On the Front Line: Calling 911


When someone calls 911, all too often they’re calling because someone has overdosed.

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“Most opioid-related calls start off with ‘So-and-so is not breathing, they’re having an overdose, get somebody here now,’” says St. Louis County 911 dispatcher Ryan Stauber, a Local 66 steward and negotiator.  “That’s where our job really picks up.”

Stauber and his co-workers cover the biggest geographic county east of the Mississippi, bigger than Rhode Island and Connecticut combined. Trying to get a location can be challenging when the caller is under the influence, and distracted and horrified by seeing their friend OD. During a recent call, all the caller could do was repeatedly yell the name of the woman who had overdosed.

 “Sometimes you’re giving CPR instructions because there’s literally nothing else you can do,” Stauber says. “You know in the back of your mind someone’s got to get there with Narcan (a medication that can reverse an opioid overdose). That’s what will save a life.”

He says St. Louis County, which includes Duluth, is experiencing an increase in overdoses and in people cutting drugs with fentanyl, making them even more dangerous. Opioid addiction is so powerful, he took calls about someone overdosing twice during a single shift.  There’s been a corresponding rise in bizarre calls, people who exhibit odd behavior and who flee from police and medical attention.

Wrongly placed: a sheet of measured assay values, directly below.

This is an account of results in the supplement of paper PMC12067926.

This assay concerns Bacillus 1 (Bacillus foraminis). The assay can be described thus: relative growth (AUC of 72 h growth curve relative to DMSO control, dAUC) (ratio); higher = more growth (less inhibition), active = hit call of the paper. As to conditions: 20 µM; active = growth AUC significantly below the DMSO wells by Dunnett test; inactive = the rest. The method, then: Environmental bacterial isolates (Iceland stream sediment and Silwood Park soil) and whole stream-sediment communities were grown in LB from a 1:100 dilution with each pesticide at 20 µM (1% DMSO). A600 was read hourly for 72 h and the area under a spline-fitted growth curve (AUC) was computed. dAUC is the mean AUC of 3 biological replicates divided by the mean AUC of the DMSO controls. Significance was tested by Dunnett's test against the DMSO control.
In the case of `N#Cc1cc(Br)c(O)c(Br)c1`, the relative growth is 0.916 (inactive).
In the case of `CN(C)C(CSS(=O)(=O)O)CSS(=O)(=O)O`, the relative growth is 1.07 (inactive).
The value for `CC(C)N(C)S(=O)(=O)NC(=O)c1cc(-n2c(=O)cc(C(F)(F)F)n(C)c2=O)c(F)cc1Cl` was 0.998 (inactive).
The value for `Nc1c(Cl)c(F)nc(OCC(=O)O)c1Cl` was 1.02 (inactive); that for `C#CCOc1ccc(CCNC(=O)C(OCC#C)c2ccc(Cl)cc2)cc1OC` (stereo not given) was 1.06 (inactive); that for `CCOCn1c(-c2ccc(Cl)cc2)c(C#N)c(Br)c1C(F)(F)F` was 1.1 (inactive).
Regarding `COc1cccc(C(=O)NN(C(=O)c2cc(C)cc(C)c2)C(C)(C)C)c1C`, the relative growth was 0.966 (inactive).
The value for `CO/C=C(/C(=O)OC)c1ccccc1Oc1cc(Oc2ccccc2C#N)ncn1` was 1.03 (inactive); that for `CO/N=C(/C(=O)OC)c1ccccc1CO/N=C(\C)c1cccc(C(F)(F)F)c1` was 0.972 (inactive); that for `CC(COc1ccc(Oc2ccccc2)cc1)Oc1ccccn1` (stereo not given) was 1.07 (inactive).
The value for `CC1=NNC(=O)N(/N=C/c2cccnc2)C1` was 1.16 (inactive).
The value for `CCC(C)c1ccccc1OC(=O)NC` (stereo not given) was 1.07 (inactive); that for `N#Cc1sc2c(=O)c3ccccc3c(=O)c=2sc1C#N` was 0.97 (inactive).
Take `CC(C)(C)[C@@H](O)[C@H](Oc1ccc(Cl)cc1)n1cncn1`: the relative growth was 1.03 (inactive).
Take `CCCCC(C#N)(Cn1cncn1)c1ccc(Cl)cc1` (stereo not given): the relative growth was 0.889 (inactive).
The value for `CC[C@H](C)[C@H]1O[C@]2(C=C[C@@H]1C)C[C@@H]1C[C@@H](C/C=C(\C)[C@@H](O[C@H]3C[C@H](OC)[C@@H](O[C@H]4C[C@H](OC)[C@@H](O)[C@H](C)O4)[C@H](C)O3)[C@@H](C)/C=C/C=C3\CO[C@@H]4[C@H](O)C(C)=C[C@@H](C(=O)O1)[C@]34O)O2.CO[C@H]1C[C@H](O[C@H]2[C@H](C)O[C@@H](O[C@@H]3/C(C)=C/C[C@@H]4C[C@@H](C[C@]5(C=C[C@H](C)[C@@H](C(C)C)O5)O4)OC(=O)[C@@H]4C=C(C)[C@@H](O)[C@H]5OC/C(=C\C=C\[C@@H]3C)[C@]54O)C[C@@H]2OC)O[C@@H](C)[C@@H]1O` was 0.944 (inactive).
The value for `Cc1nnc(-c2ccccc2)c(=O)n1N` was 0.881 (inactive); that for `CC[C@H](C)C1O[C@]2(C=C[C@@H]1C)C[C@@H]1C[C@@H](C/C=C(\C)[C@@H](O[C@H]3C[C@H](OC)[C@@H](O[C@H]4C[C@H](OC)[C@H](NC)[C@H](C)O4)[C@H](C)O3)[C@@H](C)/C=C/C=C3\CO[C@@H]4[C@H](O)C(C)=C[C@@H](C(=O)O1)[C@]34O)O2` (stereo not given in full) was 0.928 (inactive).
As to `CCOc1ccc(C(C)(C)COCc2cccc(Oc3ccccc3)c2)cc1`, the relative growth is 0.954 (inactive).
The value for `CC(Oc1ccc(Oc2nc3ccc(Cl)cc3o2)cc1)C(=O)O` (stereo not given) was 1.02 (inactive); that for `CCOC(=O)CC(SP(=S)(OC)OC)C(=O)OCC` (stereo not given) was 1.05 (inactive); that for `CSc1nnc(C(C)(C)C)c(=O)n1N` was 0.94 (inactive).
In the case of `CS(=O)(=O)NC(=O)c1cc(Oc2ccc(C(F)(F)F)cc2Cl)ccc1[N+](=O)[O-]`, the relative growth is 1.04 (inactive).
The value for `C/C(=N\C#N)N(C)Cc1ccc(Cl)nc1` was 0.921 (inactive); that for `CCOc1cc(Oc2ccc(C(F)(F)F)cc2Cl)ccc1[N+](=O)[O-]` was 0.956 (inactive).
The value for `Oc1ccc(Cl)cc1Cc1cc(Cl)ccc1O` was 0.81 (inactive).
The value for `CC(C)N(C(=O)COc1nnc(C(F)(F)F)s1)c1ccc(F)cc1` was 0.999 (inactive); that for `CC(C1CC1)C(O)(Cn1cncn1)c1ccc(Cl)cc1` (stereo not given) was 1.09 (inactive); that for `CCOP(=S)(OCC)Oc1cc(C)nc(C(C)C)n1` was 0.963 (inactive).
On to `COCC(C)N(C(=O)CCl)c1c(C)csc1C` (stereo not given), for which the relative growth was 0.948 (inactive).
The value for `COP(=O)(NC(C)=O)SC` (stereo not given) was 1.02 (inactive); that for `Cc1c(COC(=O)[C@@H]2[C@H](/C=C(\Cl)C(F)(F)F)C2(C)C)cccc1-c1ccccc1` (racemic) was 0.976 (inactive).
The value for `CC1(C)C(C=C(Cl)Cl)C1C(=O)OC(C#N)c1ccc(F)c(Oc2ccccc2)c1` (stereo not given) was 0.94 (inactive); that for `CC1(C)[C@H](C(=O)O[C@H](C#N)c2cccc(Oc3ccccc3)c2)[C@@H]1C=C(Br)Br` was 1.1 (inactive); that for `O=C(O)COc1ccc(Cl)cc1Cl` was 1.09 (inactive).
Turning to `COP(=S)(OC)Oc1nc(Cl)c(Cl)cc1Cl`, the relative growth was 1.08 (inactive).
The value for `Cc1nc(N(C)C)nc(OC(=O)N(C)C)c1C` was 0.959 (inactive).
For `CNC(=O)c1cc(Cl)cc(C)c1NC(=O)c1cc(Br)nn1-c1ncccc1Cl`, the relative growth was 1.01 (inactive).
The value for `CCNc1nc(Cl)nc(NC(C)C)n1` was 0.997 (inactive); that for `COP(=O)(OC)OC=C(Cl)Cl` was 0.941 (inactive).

Addiction affects everyone, he says.

“We’ve had 65-year-old women overdose. We’ve had young adults overdose. It doesn’t exactly follow any sort of income distribution or race. It literally affects everyone in the city. We’ve had people who leave behind families.”

Those are the calls Stauber finds most difficult: the people who die and leave behind children or pets, or even had children in the house when they overdosed.

“If you go through life listening to people die on a regular basis, I’m sure it will have some effect on me,” he says, adding that there are in-house and law enforcement support groups that can help workers. “As a dispatcher, you learn to remove yourself as much as you can from those situations or it will eat at you.”

Unless a call makes the news, dispatchers don’t typically know what happens. Stauber likens dispatch to chapter two in a book: “We get the conflict, we don’t get any of the resolution.”

He says it feels good to do work that is so essential.

“The public service job we do is rewarding in its own right,” Stauber says. “You get to hear those rare calls where someone gives birth on the way to the hospital or comes back to life if they’ve been drowning and were able to be resuscitated. It’s those rare wins that remind you it’s worth it.”

Our series "On the Front Line" examines some of the many ways AFSCME Council 5 members are helping to fight Minnesota's opioid crisis.

Read the full series:

The Drug Treatment Counselors

Helping Moms and Babies

The First Line of Defense

The Probation Officer